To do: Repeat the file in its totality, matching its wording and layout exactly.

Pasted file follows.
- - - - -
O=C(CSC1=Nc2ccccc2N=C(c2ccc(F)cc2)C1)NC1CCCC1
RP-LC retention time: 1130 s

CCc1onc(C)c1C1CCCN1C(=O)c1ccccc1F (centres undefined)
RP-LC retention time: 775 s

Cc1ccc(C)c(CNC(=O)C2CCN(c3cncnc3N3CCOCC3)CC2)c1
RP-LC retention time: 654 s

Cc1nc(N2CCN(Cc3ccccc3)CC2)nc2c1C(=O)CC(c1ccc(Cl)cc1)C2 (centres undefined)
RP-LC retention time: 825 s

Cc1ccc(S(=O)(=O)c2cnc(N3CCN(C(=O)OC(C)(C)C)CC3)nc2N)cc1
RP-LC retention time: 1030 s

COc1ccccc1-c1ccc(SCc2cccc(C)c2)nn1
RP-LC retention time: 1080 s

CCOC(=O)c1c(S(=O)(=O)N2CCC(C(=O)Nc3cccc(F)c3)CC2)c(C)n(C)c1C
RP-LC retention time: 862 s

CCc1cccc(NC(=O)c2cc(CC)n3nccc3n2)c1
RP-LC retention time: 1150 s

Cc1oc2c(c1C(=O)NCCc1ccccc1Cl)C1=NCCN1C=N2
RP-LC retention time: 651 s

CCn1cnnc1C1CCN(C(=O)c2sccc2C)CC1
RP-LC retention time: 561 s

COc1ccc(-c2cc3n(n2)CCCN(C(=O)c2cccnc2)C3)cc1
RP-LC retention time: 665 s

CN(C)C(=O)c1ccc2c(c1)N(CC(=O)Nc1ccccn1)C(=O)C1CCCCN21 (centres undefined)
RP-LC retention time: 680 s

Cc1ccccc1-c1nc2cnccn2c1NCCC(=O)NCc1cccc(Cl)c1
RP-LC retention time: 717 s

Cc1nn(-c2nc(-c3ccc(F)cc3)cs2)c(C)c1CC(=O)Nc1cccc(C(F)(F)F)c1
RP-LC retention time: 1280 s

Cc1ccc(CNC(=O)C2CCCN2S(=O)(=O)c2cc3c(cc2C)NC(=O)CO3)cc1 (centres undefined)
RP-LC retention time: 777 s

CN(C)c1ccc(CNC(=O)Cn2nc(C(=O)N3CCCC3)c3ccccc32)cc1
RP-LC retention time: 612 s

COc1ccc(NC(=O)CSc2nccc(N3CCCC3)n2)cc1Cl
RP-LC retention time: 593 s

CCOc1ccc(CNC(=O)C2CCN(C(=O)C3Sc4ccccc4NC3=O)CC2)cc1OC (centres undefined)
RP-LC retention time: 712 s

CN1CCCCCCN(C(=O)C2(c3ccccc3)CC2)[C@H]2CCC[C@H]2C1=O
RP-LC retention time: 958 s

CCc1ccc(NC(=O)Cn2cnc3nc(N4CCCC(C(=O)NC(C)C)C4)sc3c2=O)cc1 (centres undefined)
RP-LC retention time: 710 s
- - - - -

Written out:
O=C(CSC1=Nc2ccccc2N=C(c2ccc(F)cc2)C1)NC1CCCC1
RP-LC retention time: 1130 s

CCc1onc(C)c1C1CCCN1C(=O)c1ccccc1F (centres undefined)
RP-LC retention time: 775 s

Cc1ccc(C)c(CNC(=O)C2CCN(c3cncnc3N3CCOCC3)CC2)c1
RP-LC retention time: 654 s

Cc1nc(N2CCN(Cc3ccccc3)CC2)nc2c1C(=O)CC(c1ccc(Cl)cc1)C2 (centres undefined)
RP-LC retention time: 825 s

Cc1ccc(S(=O)(=O)c2cnc(N3CCN(C(=O)OC(C)(C)C)CC3)nc2N)cc1
RP-LC retention time: 1030 s

COc1ccccc1-c1ccc(SCc2cccc(C)c2)nn1
RP-LC retention time: 1080 s

CCOC(=O)c1c(S(=O)(=O)N2CCC(C(=O)Nc3cccc(F)c3)CC2)c(C)n(C)c1C
RP-LC retention time: 862 s

CCc1cccc(NC(=O)c2cc(CC)n3nccc3n2)c1
RP-LC retention time: 1150 s

Cc1oc2c(c1C(=O)NCCc1ccccc1Cl)C1=NCCN1C=N2
RP-LC retention time: 651 s

CCn1cnnc1C1CCN(C(=O)c2sccc2C)CC1
RP-LC retention time: 561 s

COc1ccc(-c2cc3n(n2)CCCN(C(=O)c2cccnc2)C3)cc1
RP-LC retention time: 665 s

CN(C)C(=O)c1ccc2c(c1)N(CC(=O)Nc1ccccn1)C(=O)C1CCCCN21 (centres undefined)
RP-LC retention time: 680 s

Cc1ccccc1-c1nc2cnccn2c1NCCC(=O)NCc1cccc(Cl)c1
RP-LC retention time: 717 s

Cc1nn(-c2nc(-c3ccc(F)cc3)cs2)c(C)c1CC(=O)Nc1cccc(C(F)(F)F)c1
RP-LC retention time: 1280 s

Cc1ccc(CNC(=O)C2CCCN2S(=O)(=O)c2cc3c(cc2C)NC(=O)CO3)cc1 (centres undefined)
RP-LC retention time: 777 s

CN(C)c1ccc(CNC(=O)Cn2nc(C(=O)N3CCCC3)c3ccccc32)cc1
RP-LC retention time: 612 s

COc1ccc(NC(=O)CSc2nccc(N3CCCC3)n2)cc1Cl
RP-LC retention time: 593 s

CCOc1ccc(CNC(=O)C2CCN(C(=O)C3Sc4ccccc4NC3=O)CC2)cc1OC (centres undefined)
RP-LC retention time: 712 s

CN1CCCCCCN(C(=O)C2(c3ccccc3)CC2)[C@H]2CCC[C@H]2C1=O
RP-LC retention time: 958 s

CCc1ccc(NC(=O)Cn2cnc3nc(N4CCCC(C(=O)NC(C)C)C4)sc3c2=O)cc1 (centres undefined)
RP-LC retention time: 710 s